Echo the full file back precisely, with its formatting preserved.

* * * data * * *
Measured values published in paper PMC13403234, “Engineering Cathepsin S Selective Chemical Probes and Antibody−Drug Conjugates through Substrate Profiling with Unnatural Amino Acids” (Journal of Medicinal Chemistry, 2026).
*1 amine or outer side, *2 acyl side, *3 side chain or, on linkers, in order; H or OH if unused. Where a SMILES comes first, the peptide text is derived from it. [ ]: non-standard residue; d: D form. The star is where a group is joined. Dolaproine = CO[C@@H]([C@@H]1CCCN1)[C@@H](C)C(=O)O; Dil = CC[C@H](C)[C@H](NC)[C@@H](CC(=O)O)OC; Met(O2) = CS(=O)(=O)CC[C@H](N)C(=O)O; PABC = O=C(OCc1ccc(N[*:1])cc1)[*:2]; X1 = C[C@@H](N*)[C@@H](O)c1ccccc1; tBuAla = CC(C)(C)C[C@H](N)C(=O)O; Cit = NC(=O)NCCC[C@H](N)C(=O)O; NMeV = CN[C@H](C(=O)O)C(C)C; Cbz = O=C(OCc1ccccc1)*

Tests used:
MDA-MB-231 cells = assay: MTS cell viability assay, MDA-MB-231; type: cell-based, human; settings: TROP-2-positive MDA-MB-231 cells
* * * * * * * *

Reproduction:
Measured values published in paper PMC13403234, “Engineering Cathepsin S Selective Chemical Probes and Antibody−Drug Conjugates through Substrate Profiling with Unnatural Amino Acids” (Journal of Medicinal Chemistry, 2026).
*1 amine or outer side, *2 acyl side, *3 side chain or, on linkers, in order; H or OH if unused. Where a SMILES comes first, the peptide text is derived from it. [ ]: non-standard residue; d: D form. The star is where a group is joined. Dolaproine = CO[C@@H]([C@@H]1CCCN1)[C@@H](C)C(=O)O; Dil = CC[C@H](C)[C@H](NC)[C@@H](CC(=O)O)OC; Met(O2) = CS(=O)(=O)CC[C@H](N)C(=O)O; PABC = O=C(OCc1ccc(N[*:1])cc1)[*:2]; X1 = C[C@@H](N*)[C@@H](O)c1ccccc1; tBuAla = CC(C)(C)C[C@H](N)C(=O)O; Cit = NC(=O)NCCC[C@H](N)C(=O)O; NMeV = CN[C@H](C(=O)O)C(C)C; Cbz = O=C(OCc1ccccc1)*

Tests used:
MDA-MB-231 cells = assay: MTS cell viability assay, MDA-MB-231; type: cell-based, human; settings: TROP-2-positive MDA-MB-231 cells